Nearly 20 months after the launch of FileMaker Pro 12 by Apple subsidiary FileMaker, Apple appears to have prematurely revealed the upcoming debut of the next-generation database software, FileMaker Pro 13, with new entries in its online stores in several countries. Several versions of FileMaker Pro 12 are also shown as discontinued in those stores, while the new versions are listed as shipping "within 24 hours" despite no official announcement of their launch having been made yet.
Screenshots accompanying the new listings show a new "Share" button in the toolbar, as well as an iOS 7-styled makeover for the FileMaker Go apps for iPhone and iPad. The listings otherwise appear to primarily be placeholders for the time being, using the same box art as their predecessors with the exception of replacing "12" with "13". Product descriptions are also fairly generic, lacking any discussion of new features or other details on the upcoming software.
FileMaker Pro 13 versions currently showing in Apple's UK online store include:
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Top Rated Comments
First, FileMaker is a separate company. Apple owns it, but that's all. It's run independently. It's also profitable and has been for years. FileMaker is the #1 selling database for Mac and PC. It's been developed and supported for 20+ years. The suggestion that Apple is going to simply abandon it on a whim is asinine (especially as they're prepping to release version 13).
As for the product itself, there's no other tool on the market that does what FileMaker does. You don't need a computer science degree to rapidly develop a custom, multi-user, cross-platform GUI application, much less maintain and support it. It's far more than a dumb form generator as others have very wrongly suggested.
FileMaker is expensive because it's a specialized tool. It's not a mass market product anymore than AutoCAD is (and I don't see anyone tearing AutoDesk a new one for their pricing). So many ignorant and just plain stupid comments in this thread. Wow.
Don't let ignorant comments scare you from using a great tool. Why would Apple abandon a financially successful product? Why would they be planning to release version 13? Why would they have been developing and supporting it for 20+ years? The FileMaker haters in this thread are, frankly, full of you-know-what. There's no other tool like FileMaker out there with that kind of bang for your buck.
Why would they do that? FileMaker is profitable. Get their act together? Sitting on their butts? Do you even use FileMaker? They've been doing a lot of great work. Version 7 was a sea change. Their interface tools have vastly improved over the past few versions. Script Triggers were a profound change and have made the product into a legit tool for creating custom applications. Nevermind the fact that they've rolled out an iOS version in the past few years too. And how can you complain about "timely updates" when they've been releasing new versions every 12-18 months? What do you want from them? Unbelievable.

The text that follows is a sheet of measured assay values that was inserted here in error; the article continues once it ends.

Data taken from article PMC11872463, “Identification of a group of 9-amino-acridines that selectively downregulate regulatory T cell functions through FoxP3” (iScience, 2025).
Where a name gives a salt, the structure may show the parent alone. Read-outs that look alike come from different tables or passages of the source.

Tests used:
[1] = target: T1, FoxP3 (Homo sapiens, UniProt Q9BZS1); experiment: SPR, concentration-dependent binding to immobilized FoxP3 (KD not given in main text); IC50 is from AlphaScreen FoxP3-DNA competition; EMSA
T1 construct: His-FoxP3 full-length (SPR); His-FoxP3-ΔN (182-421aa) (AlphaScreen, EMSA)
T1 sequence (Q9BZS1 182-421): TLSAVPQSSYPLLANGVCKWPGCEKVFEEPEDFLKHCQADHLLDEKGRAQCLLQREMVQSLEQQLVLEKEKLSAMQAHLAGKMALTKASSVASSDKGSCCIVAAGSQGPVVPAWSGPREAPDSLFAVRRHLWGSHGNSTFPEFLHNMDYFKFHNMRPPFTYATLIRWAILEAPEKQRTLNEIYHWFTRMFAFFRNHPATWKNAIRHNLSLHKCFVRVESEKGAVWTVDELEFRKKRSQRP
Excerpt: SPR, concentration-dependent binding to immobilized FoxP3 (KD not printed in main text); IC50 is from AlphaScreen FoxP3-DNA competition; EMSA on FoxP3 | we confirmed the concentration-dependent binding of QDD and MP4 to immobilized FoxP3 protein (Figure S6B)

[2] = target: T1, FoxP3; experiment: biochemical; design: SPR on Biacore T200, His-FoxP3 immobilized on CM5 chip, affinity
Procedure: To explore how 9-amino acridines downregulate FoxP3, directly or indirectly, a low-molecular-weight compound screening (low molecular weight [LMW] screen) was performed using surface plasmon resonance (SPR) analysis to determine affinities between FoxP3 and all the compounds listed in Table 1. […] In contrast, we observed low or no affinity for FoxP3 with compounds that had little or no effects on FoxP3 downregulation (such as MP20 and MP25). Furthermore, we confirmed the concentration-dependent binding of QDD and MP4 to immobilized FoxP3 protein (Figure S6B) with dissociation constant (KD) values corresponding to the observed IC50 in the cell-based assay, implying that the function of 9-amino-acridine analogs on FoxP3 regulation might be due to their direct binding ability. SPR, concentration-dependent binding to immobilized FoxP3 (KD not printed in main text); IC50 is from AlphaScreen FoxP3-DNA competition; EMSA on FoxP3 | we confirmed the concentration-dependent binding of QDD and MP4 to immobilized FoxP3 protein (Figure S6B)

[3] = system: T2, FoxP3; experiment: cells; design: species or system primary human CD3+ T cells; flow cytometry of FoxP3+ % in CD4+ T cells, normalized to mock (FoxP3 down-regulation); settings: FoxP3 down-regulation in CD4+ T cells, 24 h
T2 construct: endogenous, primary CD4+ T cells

Totally false. You can export your data in a variety of formats. There are also third party solutions for migrating FileMaker schema and data to other database systems.
FileMaker doesn't make files or make forms. It is a database system that can be run on a single machine, served to a small number of clients from that same machine, or loaded onto a server so other systems and platforms can talk to it. It can connect (and be connected) via ODBC. Data can be imported and exported to just about anything, and there's a PHP engine to handle data calls from the web.
What I've noticed over the years, is that many of it's users are people who wander into the Apple Store or Best Buy and say "I need a database" and are handed FileMaker. A solution can literally be built in a matter of minutes (it'll be ugly, but it'll work). It can grow in size and complexity until the user hits a knowledge wall and needs to call a consultant (which I was for many years).
OK, maybe I sound like a commercial. But like I said I've been using this thing for nearly 20 years. During the same time I've also developed in Sybase, SQL Server, Access, VB, PHP, etc. FileMaker is far and away my favorite. I currently manage an IT Dept for an architecture firm and FileMaker is one of our key pieces of software along with suites from Microsoft, Adobe and Nemetchek. When someone asks me if a program exists to do X, often I tell them "Nope. But we can make one!"
If you come from a traditional database world, it takes some getting used to. The IDE and the UI are the same app; there's a "table occurrence" concept that makes context very important, and, like most systems, there are times when you think "why the heck should I need to spend a day working around the way it does THIS?" But overall, it's saved my firm, and my past clients, more time and money, and with fewer pains, than trying something in Access, Oracle or anything else.
Here ends my Monday Morning Rant. Have a nice week. :)